When I would sense my frustration welling up inside, I’d take a moment, walk away from the kids and have a glass or water or something.
Sometimes I literally have to go and say a prayer for strength, because…kids.
I know it sounds like a lot but I learned that by removing myself from the situation, even if only for a moment, I’m a lot calmer and Iess likely to lose my temper and yell.
3. Empty Threats
Ever threatened your child with some sort of consequence only to not follow through?
I won’t lie, I was definitely guilty of this.
Sometimes I’d completely forget that I just threatened ‘time out’ if he continues to throw blocks at the television.
Other times, I found myself simply repeating the empty threat and not following through.
Each time that I fail to follow through with a consequence for his misbehavior, I’m teaching him that he isn’t accountable for his actions.
What Worked For Me…
I was starting to notice that Ju didn’t acknowledge my threats after a while.
It’s almost as if he became more defiant whenever I attempted to discipline him.
So now, instead of throwing his blocks d2own as soon as I’d threaten to put him in time out, he would throw another block at the television or have a full blown tantrum.
So I Started Consistently Following Through
I simply had to follow through with my consequences.
This meant that AS SOON as he misbehaved (after he’s already been warned), I put him in time out and explained to him why he had to go to ‘time out’.
The first few days were rough since he didn’t expect me to actually follow through.
There were a lot of tantrums and frustrating days for us both.
But I stuck with it and now he KNOWS that I mean business!
Don’t get me wrong, he’s 2 so we’re definitely taking it day by day, but by being consistent, I’ve seen a huge improvement.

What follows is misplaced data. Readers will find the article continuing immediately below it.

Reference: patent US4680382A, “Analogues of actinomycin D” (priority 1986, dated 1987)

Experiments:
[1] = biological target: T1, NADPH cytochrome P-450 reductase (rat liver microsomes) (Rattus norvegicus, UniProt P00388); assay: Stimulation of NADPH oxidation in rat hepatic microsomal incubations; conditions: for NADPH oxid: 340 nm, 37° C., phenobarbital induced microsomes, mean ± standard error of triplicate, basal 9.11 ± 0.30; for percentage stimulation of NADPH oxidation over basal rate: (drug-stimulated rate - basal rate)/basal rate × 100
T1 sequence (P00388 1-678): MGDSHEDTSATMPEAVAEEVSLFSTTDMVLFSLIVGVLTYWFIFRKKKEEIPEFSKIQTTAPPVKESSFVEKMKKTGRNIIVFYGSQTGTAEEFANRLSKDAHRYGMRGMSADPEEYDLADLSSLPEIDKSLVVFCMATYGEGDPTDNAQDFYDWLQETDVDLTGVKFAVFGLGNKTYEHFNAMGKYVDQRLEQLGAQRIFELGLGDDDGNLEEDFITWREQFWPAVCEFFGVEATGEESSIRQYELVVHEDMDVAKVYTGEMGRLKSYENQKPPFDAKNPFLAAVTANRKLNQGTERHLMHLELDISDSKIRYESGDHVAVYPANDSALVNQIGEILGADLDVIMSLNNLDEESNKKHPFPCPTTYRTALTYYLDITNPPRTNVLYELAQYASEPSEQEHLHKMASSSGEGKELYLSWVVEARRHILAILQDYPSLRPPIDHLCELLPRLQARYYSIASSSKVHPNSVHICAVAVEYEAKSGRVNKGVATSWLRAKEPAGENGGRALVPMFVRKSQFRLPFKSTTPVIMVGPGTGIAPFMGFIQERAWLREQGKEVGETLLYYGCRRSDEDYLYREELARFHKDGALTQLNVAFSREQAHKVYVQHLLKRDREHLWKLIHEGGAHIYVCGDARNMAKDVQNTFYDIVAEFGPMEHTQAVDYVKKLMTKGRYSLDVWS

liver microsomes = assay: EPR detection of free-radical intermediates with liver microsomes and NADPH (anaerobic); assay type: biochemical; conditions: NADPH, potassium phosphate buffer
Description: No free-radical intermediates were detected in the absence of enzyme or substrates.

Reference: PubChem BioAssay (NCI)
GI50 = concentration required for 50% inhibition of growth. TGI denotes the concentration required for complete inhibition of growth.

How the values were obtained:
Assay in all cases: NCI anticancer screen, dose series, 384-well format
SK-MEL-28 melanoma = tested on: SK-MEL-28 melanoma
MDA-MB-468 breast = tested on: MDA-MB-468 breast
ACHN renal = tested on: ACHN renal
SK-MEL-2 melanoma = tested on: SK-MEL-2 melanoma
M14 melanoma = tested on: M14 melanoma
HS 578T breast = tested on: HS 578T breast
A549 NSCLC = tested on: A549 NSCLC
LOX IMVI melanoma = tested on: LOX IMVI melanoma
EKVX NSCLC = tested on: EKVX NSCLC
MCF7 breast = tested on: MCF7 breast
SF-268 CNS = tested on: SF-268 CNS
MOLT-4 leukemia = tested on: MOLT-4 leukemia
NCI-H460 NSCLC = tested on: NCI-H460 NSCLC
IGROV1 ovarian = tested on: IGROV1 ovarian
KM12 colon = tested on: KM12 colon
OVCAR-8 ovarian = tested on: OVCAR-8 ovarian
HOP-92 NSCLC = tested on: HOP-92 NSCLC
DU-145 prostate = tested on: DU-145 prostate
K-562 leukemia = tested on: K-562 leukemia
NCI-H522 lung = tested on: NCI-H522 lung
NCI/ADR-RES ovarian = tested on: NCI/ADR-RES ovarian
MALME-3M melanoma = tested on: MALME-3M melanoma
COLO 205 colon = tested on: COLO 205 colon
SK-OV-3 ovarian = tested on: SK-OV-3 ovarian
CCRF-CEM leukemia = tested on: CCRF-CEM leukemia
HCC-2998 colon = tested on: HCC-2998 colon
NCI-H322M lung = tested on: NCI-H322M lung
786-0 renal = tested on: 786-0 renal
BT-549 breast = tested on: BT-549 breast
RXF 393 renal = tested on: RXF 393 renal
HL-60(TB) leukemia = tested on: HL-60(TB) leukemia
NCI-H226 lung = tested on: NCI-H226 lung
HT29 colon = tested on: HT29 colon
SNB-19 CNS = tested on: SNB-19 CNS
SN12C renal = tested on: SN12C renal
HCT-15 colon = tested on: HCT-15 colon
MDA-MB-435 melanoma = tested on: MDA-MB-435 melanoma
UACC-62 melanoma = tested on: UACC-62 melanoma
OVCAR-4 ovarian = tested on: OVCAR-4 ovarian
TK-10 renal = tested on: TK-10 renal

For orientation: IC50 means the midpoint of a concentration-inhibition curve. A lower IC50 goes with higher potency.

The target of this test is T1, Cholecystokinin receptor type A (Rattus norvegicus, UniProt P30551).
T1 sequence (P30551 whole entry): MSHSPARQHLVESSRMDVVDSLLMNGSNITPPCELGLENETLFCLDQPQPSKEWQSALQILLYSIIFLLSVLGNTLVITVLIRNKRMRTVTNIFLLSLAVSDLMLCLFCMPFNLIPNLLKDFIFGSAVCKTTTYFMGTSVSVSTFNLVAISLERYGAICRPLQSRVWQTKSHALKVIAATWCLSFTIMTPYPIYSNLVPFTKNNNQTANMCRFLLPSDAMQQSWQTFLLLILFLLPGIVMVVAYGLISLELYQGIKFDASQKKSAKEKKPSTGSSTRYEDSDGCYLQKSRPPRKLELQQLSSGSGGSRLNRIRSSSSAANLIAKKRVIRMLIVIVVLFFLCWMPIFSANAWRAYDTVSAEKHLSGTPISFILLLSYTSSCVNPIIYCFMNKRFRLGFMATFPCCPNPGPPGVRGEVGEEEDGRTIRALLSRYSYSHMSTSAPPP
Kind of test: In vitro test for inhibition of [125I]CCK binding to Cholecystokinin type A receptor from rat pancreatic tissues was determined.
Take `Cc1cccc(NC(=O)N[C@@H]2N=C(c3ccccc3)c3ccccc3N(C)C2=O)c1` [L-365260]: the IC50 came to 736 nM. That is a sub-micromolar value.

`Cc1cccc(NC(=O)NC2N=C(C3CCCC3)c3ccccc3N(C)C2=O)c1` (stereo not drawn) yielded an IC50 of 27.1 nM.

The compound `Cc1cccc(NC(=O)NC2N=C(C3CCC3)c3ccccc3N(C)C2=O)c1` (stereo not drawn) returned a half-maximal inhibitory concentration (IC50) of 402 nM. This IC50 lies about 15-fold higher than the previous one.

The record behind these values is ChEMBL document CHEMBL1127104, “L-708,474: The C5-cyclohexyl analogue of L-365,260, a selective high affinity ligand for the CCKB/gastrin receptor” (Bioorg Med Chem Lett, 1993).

4. Treating Them Like Little Adults
If you’ve been following the blog for a while, you know that I’m all about purposeful parenting.
I believe that as mom’s (dad’s too!), it’s our responsibility to self-reflect and check ourselves every now and then.
Are we parenting our kids from a ‘just do what I say’ point of view or are we actively parenting them.
Over these last few months, I was so convicted when I realized that I sometimes treat my toddler like a little adult.
I would talk to him as if he was fully capable of keeping his emotions in check when he didn’t get his way.
I couldn’t understand why, after repeating the same things over and over, he wouldn’t just do what I said.
What Worked For Me…
I had to remind myself that my 2-year old, was just that, a 2-year old.
He is going through rapid growth both physically and mentally, and is learning how to interact with the world around him.
It’s my job to teach him, nurture his interests, and provide a safe space for him to explore, learn, and simply be a kid.
So I Decided To Take It Easy
For me, it’s more important that Ju is able to freely express himself and discover his likes and dislikes independently – without me having unnecessary influence.
Let me unpack that a little bit:
While I do discipline my toddler, I try not to have a ‘because I said so.’ approach to parenting with him.
Simply put, I have an authoritative parenting style.
While I do have and reinforce rules, I also make it a point to take his thoughts and opinions into consideration.
And most importantly, especially at this stage in his life, I always consider where he is developmentally.
As I mentioned above, toddlers experience a LOT of cognitive growth (physical too!) at this stage.
I’ve found that when I intentionally consider these things, I’m much more patient and understanding when he acts out.
There you have it, 4 Ways That Parents Encourage ‘Bad’ Behavior.
Discipline can be tricky and every child is different, but by keeping these ideas in mind, you will be able to better understand your toddler and what may be triggering their misbehavior.
Do you have any go-to discipline strategies that work for you?
Tell me all about them in the comments below!